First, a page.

The study revealed strong connections between a growing economy and factors related to liveability and identity, such as walkability, proximity, connectivity and availability of amenities. It provided a framework for communities to understand the forces of change that may influence the urban identity and potential branding strategies that would align with growing creative district goals.

Practical implications

Analyzing and evaluating the factors involved in the district’s identity, including diversified economies, demographics and urban qualities, is essential to the creation of an authentic brand that aligns with community perceptions.

Social implications

A research strategy is necessary to uncover the identity of a growing city. This requires a thorough assessment of its unique, localized characteristics, including the perceptions of its residents and businesses.

Originality/value

This paper and its outcomes can inform future in-depth investigations using similar comprehensive and bottom-up approaches for uncovering perceptions and urban identity in support of growing creative economies.

Details

Archnet-IJAR: International Journal of Architectural Research, vol. 13 no. 2
Type: Research Article
ISSN: 2631-6862

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Article

Gerard A. Finnigan

The rapid deterioration of the earth’s natural ecosystems are increasing the risk of human morbidity and mortality worldwide. Hydrometeorological hazards are concentrating…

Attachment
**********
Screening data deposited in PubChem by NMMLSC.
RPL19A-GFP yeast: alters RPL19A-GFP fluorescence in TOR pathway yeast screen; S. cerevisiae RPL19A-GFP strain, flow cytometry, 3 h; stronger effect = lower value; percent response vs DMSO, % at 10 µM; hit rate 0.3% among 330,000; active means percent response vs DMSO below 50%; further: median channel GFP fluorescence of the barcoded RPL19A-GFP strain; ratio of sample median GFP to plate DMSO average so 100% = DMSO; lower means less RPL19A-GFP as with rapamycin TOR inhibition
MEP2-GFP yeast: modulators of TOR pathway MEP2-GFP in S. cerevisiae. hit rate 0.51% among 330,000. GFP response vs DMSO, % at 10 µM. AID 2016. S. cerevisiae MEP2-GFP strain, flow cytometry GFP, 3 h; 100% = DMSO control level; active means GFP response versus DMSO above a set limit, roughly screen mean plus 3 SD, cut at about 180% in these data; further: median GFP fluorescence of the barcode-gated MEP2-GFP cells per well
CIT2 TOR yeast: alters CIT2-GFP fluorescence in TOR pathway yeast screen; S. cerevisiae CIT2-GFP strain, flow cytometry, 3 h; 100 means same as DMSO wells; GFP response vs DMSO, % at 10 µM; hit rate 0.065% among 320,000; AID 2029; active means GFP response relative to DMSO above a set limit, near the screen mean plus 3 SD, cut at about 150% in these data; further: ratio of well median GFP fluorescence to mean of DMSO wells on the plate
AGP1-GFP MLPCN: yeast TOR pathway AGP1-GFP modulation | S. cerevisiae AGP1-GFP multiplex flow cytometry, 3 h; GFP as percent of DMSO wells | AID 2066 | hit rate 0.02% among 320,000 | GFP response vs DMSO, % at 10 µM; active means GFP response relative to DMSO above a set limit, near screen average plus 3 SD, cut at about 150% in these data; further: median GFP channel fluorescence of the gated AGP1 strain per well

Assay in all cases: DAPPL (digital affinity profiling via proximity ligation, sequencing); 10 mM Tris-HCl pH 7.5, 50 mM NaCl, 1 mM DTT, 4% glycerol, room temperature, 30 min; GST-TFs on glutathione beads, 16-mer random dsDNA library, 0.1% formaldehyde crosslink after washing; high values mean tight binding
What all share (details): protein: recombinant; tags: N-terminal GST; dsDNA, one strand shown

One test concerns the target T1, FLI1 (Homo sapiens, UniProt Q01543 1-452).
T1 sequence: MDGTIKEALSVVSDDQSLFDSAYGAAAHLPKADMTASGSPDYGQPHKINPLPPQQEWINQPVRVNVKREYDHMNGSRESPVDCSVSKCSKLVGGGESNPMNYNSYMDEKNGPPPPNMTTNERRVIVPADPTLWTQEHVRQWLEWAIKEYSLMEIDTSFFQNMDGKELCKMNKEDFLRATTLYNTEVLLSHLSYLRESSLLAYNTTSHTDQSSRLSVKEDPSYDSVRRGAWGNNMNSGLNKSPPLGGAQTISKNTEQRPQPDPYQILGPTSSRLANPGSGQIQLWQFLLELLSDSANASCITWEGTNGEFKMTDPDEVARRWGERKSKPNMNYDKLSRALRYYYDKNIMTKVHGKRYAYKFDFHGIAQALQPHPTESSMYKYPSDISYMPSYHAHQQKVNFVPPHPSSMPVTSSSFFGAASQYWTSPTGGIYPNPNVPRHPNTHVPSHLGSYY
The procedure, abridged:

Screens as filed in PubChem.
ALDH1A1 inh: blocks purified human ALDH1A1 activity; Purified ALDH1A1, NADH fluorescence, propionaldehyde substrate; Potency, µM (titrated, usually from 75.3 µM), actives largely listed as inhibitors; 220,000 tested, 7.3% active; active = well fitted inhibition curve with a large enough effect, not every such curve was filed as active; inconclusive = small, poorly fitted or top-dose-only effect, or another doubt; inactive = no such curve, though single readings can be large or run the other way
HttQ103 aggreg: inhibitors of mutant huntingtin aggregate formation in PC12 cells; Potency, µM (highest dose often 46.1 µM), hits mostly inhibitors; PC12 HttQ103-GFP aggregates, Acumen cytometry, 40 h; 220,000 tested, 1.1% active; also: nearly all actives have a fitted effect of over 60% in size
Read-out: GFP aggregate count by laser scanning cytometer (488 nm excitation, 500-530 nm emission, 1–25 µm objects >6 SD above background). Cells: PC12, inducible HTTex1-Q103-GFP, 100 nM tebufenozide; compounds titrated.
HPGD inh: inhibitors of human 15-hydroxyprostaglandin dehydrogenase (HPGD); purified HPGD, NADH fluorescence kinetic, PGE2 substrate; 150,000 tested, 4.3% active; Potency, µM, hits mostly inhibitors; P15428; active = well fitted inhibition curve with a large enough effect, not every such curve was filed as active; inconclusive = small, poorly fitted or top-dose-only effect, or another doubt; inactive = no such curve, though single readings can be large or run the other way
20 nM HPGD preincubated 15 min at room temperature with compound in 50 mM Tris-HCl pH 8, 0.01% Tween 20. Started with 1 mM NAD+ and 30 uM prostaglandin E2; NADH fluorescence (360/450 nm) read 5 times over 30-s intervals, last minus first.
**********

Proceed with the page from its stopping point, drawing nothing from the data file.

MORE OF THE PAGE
Abstract

Purpose

The rapid deterioration of the earth’s natural ecosystems are increasing the risk of human morbidity and mortality worldwide. Hydrometeorological hazards are concentrating contaminants from the damaged environment and exposing large vulnerable populations to life threating illnesses and death. This study performed a retrospective health risk assessment on two recent events where such impacts unfolded, namely, the 2015 south east Equatorial Asia smoke haze disaster and the 2016 Melbourne thunderstorm asthma epidemic. The purpose of this paper is to test if the characterisation of health risk warranted earlier and more effective risk reduction activities prior to the disasters occurring.

Design/methodology/approach

A retrospective health risk characterisation assessment was performed combing United Nations International Strategy for Disaster Risk Health Aspect in Disaster Risk Assessment (2017) framework with a thematic and targeted word literature review to identify the level of risk knowledge prior to each event. A risk characterisation matrix was then created to characterise the health risk of each hazard event.

Findings

The 2015 south east Equatorial Asia smoke haze disaster risk assessment was characterised as “extreme” health risk and the 2016 Melbourne thunderstorm asthma epidemic was characterised as “high” health risk.

Practical implications

Reaching the goals of the Sendai Framework require strategies and plans which urgently address the catastrophic level of mortality risk posed by exposure to environmental contaminants.

Originality/value

Innovative approaches and partnerships are necessary to mitigate the risk from the deteriorating health of the environment and natural ecosystems, along with disaster response initiatives that reduce exposure of vulnerable people on a large scale.

Details

Disaster Prevention and Management: An International Journal, vol. 28 no. 6
Type: Research Article
ISSN: 0965-3562

Keywords